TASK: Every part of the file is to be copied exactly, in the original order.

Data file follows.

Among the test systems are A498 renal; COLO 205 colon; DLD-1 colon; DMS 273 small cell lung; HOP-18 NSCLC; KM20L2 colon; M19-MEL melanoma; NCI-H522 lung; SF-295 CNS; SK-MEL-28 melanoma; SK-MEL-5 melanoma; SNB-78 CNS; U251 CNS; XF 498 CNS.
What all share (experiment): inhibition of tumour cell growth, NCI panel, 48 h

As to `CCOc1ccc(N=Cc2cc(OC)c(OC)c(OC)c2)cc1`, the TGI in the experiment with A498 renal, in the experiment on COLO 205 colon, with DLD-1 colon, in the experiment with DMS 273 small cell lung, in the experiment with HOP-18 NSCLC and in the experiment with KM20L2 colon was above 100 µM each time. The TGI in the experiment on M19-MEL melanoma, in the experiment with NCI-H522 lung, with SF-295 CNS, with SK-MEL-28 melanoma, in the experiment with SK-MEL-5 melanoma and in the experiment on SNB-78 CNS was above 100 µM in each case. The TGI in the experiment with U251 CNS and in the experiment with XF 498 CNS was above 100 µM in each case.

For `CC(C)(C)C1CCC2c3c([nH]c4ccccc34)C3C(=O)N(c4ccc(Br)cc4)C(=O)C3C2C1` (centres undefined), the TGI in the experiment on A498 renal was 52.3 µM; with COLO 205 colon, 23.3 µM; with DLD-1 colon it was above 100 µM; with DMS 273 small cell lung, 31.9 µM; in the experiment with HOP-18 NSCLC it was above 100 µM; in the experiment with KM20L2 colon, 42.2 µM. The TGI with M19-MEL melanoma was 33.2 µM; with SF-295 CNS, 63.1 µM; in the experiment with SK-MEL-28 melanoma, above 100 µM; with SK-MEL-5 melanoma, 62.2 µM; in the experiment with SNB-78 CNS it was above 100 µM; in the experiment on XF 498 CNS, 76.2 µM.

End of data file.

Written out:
Among the test systems are A498 renal; COLO 205 colon; DLD-1 colon; DMS 273 small cell lung; HOP-18 NSCLC; KM20L2 colon; M19-MEL melanoma; NCI-H522 lung; SF-295 CNS; SK-MEL-28 melanoma; SK-MEL-5 melanoma; SNB-78 CNS; U251 CNS; XF 498 CNS.
What all share (experiment): inhibition of tumour cell growth, NCI panel, 48 h

As to `CCOc1ccc(N=Cc2cc(OC)c(OC)c(OC)c2)cc1`, the TGI in the experiment with A498 renal, in the experiment on COLO 205 colon, with DLD-1 colon, in the experiment with DMS 273 small cell lung, in the experiment with HOP-18 NSCLC and in the experiment with KM20L2 colon was above 100 µM each time. The TGI in the experiment on M19-MEL melanoma, in the experiment with NCI-H522 lung, with SF-295 CNS, with SK-MEL-28 melanoma, in the experiment with SK-MEL-5 melanoma and in the experiment on SNB-78 CNS was above 100 µM in each case. The TGI in the experiment with U251 CNS and in the experiment with XF 498 CNS was above 100 µM in each case.

For `CC(C)(C)C1CCC2c3c([nH]c4ccccc34)C3C(=O)N(c4ccc(Br)cc4)C(=O)C3C2C1` (centres undefined), the TGI in the experiment on A498 renal was 52.3 µM; with COLO 205 colon, 23.3 µM; with DLD-1 colon it was above 100 µM; with DMS 273 small cell lung, 31.9 µM; in the experiment with HOP-18 NSCLC it was above 100 µM; in the experiment with KM20L2 colon, 42.2 µM. The TGI with M19-MEL melanoma was 33.2 µM; with SF-295 CNS, 63.1 µM; in the experiment with SK-MEL-28 melanoma, above 100 µM; with SK-MEL-5 melanoma, 62.2 µM; in the experiment with SNB-78 CNS it was above 100 µM; in the experiment on XF 498 CNS, 76.2 µM.